On September 19th at the United Nations, Donald Trump made the most important foreign policy speech of his term to date, probably his most impressive utterance of any type, when he hit most of the right notes in explaining to the world what to them has become an inconvenient truth that they needed to hear from an American President. This message is essentially the gravity with which he views the threat from North Korea in a morally clear and unequivocal way and that the U. S. reserves the right to use nuclear weapons to pre-empt a first strike from an adversary and its weapons of mass destruction. During the Cold War we called this “deterrence”, but we were then dealing with rational players and it seemed not so necessary to make such threats publicly. And of course it was reported that there was shock in the room, because such blunt talk irritates the sensibilities of the world’s diplomatic corps at Turtle Bay and is a rude, but refreshing alternative to the doublespeak we normally get from the UN podium.
But this is a different ball game. After 25 years of more or less standard diplomacy, we’re dealing with one reckless regime that is possibly within months of reaching the capability of launching an ICBM and another adversary with whom we have signed a very misguided treaty that will almost certainly result in its becoming a nuclear power within a few years. It’s time for a new approach and that is what Trump was all about at the UN.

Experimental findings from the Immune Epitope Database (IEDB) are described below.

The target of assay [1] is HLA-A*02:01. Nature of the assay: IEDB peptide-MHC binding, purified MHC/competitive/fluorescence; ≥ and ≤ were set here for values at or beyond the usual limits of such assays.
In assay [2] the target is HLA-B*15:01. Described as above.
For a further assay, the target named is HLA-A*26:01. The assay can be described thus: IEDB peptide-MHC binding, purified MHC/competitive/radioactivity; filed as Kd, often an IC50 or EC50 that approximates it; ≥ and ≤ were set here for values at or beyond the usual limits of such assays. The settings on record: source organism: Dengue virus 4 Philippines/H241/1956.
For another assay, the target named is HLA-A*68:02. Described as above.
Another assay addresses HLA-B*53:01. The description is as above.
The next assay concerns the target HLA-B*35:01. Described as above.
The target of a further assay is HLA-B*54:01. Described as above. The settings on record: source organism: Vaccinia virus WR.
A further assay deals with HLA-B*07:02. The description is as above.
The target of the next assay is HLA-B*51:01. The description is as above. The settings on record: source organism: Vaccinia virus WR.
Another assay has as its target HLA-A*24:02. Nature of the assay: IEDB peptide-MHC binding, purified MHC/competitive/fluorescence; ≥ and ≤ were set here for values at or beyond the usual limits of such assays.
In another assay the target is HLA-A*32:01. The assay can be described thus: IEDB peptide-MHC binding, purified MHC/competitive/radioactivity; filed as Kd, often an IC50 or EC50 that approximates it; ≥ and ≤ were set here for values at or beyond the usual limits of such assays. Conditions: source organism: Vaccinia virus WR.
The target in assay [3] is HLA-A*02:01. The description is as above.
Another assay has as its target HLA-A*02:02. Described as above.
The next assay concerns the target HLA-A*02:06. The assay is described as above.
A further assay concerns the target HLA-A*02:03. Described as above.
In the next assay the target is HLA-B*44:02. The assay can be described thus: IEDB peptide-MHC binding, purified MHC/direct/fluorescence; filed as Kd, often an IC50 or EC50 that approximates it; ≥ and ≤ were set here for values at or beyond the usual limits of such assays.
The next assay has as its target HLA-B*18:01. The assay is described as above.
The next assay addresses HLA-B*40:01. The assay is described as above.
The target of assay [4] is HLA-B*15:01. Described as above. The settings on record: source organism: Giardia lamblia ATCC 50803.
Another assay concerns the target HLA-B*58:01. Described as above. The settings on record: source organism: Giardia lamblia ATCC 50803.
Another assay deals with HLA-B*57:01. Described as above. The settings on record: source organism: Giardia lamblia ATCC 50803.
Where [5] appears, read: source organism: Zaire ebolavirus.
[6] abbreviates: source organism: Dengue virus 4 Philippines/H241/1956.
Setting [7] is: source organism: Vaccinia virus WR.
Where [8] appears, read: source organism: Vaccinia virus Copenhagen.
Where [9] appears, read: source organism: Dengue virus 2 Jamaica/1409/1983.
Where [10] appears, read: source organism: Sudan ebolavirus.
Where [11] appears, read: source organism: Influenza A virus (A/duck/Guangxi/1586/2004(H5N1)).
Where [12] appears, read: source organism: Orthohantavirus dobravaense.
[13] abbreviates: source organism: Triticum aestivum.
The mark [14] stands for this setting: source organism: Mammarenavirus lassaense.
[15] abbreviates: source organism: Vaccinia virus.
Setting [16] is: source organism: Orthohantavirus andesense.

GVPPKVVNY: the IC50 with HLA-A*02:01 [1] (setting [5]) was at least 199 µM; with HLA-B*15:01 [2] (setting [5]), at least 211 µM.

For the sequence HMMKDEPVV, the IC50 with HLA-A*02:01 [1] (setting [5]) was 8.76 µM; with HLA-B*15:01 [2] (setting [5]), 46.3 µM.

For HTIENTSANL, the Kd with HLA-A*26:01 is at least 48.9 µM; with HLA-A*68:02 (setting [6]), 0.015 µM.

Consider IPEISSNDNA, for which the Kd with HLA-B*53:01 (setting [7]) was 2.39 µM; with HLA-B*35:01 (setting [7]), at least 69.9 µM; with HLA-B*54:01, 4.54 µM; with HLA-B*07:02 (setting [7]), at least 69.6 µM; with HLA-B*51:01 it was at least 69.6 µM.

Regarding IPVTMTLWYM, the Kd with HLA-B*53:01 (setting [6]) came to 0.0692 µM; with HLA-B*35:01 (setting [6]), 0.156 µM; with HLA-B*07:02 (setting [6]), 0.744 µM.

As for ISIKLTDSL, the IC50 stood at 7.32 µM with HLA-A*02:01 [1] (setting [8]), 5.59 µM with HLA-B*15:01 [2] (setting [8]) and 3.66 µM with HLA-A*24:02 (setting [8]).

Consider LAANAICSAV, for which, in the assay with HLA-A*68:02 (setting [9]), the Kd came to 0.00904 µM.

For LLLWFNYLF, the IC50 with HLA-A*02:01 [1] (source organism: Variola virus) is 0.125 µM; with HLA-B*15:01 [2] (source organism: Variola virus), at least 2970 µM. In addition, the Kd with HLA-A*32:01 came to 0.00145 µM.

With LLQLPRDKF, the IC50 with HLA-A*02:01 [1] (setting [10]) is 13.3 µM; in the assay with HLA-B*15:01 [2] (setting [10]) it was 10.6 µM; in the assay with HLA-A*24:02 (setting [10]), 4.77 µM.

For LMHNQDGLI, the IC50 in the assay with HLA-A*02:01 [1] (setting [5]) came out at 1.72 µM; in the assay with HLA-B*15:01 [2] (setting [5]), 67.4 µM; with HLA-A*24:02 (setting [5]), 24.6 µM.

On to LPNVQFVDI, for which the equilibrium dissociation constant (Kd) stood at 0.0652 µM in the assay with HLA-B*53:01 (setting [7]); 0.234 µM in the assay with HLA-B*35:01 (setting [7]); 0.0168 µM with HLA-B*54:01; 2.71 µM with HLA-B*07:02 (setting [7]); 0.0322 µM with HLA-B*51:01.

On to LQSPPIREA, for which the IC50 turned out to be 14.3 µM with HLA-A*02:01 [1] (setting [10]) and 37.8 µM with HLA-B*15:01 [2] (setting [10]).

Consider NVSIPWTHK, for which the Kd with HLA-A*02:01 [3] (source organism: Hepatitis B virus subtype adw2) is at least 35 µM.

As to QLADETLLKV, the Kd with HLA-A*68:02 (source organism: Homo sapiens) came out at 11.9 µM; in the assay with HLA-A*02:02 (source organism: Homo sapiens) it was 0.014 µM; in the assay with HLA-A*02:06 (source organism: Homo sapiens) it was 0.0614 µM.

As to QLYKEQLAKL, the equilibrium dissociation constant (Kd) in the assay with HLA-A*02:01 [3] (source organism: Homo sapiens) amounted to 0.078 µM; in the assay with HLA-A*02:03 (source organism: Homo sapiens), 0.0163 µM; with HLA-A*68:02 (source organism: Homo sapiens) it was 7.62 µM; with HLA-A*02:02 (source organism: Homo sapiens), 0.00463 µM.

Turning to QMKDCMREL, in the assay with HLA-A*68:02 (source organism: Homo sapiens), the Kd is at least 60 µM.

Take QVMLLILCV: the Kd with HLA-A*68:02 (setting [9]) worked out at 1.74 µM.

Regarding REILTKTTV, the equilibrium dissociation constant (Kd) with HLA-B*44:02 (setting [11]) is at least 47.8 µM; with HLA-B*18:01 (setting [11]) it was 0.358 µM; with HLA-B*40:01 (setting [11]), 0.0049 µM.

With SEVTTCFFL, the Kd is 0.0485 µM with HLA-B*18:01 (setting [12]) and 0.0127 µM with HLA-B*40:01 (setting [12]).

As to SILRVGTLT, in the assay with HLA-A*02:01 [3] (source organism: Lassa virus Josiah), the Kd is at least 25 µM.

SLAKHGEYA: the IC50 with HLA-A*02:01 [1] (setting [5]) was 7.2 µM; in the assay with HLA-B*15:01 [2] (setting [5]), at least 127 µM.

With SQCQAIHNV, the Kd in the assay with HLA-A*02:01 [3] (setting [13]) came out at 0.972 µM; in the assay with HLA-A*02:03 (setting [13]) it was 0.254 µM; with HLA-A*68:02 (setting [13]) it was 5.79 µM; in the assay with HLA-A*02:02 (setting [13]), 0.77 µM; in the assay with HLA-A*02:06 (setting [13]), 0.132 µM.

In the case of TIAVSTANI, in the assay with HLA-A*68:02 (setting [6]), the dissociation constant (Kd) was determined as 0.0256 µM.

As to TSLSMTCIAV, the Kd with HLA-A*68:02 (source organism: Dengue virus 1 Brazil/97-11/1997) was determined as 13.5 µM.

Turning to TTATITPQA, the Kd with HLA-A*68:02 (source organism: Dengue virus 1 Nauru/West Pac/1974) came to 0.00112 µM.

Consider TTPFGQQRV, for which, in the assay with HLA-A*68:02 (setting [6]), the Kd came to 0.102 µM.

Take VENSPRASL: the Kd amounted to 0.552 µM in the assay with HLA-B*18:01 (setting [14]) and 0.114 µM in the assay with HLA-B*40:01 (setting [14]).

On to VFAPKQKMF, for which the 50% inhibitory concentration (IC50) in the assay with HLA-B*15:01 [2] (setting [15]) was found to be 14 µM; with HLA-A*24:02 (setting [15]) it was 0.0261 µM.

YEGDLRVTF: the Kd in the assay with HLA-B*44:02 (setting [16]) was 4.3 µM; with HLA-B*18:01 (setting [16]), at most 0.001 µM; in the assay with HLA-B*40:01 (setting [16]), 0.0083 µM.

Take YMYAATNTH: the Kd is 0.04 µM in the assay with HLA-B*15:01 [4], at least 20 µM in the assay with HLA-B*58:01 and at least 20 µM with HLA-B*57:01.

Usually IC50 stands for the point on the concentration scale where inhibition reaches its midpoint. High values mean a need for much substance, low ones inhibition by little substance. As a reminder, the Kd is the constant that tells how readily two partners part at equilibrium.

One other part of his speech was also instructive. He has clearly moved the U. S. back to realpolitik and away from nation-building, but he placed significant emphasis on the importance of sovereignty. He made it clear that, while he will always put America first, as other leaders will put their people first, and in spite of the degree to which the free flow of goods and people are making traditional national identities obsolete, “the nation-state remains the best vehicle for elevating the human condition” and “nations and borders matter no less in the era of globalization”.
If I had one quibble, it would be that he should have mentioned that sovereignty is about more than borders and interests; it’s also about the people’s rights and the methods by which they are governed. But I will leave that for another day. The speech was well done and very important.